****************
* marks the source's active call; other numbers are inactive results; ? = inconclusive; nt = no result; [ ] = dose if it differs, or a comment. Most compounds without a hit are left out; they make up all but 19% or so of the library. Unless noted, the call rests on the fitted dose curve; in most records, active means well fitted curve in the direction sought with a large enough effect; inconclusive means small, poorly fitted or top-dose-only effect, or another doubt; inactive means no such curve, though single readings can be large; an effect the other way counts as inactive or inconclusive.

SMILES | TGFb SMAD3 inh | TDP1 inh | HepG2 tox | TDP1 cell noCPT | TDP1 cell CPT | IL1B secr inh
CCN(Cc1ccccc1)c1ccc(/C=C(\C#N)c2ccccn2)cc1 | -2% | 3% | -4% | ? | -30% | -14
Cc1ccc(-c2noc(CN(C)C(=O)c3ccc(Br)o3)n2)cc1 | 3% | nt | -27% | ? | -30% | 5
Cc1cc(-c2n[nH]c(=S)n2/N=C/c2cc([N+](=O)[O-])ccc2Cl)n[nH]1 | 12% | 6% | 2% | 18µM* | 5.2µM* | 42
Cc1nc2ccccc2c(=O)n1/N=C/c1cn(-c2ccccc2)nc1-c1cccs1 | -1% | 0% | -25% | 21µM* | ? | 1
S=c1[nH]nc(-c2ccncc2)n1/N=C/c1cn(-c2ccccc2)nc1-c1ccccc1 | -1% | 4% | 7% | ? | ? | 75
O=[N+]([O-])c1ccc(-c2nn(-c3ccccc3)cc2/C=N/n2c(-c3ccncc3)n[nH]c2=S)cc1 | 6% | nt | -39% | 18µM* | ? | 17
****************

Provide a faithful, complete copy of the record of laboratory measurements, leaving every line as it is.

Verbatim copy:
* marks the source's active call; other numbers are inactive results; ? = inconclusive; nt = no result; [ ] = dose if it differs, or a comment. Most compounds without a hit are left out; they make up all but 19% or so of the library. Unless noted, the call rests on the fitted dose curve; in most records, active means well fitted curve in the direction sought with a large enough effect; inconclusive means small, poorly fitted or top-dose-only effect, or another doubt; inactive means no such curve, though single readings can be large; an effect the other way counts as inactive or inconclusive.

SMILES | TGFb SMAD3 inh | TDP1 inh | HepG2 tox | TDP1 cell noCPT | TDP1 cell CPT | IL1B secr inh
CCN(Cc1ccccc1)c1ccc(/C=C(\C#N)c2ccccn2)cc1 | -2% | 3% | -4% | ? | -30% | -14
Cc1ccc(-c2noc(CN(C)C(=O)c3ccc(Br)o3)n2)cc1 | 3% | nt | -27% | ? | -30% | 5
Cc1cc(-c2n[nH]c(=S)n2/N=C/c2cc([N+](=O)[O-])ccc2Cl)n[nH]1 | 12% | 6% | 2% | 18µM* | 5.2µM* | 42
Cc1nc2ccccc2c(=O)n1/N=C/c1cn(-c2ccccc2)nc1-c1cccs1 | -1% | 0% | -25% | 21µM* | ? | 1
S=c1[nH]nc(-c2ccncc2)n1/N=C/c1cn(-c2ccccc2)nc1-c1ccccc1 | -1% | 4% | 7% | ? | ? | 75
O=[N+]([O-])c1ccc(-c2nn(-c3ccccc3)cc2/C=N/n2c(-c3ccncc3)n[nH]c2=S)cc1 | 6% | nt | -39% | 18µM* | ? | 17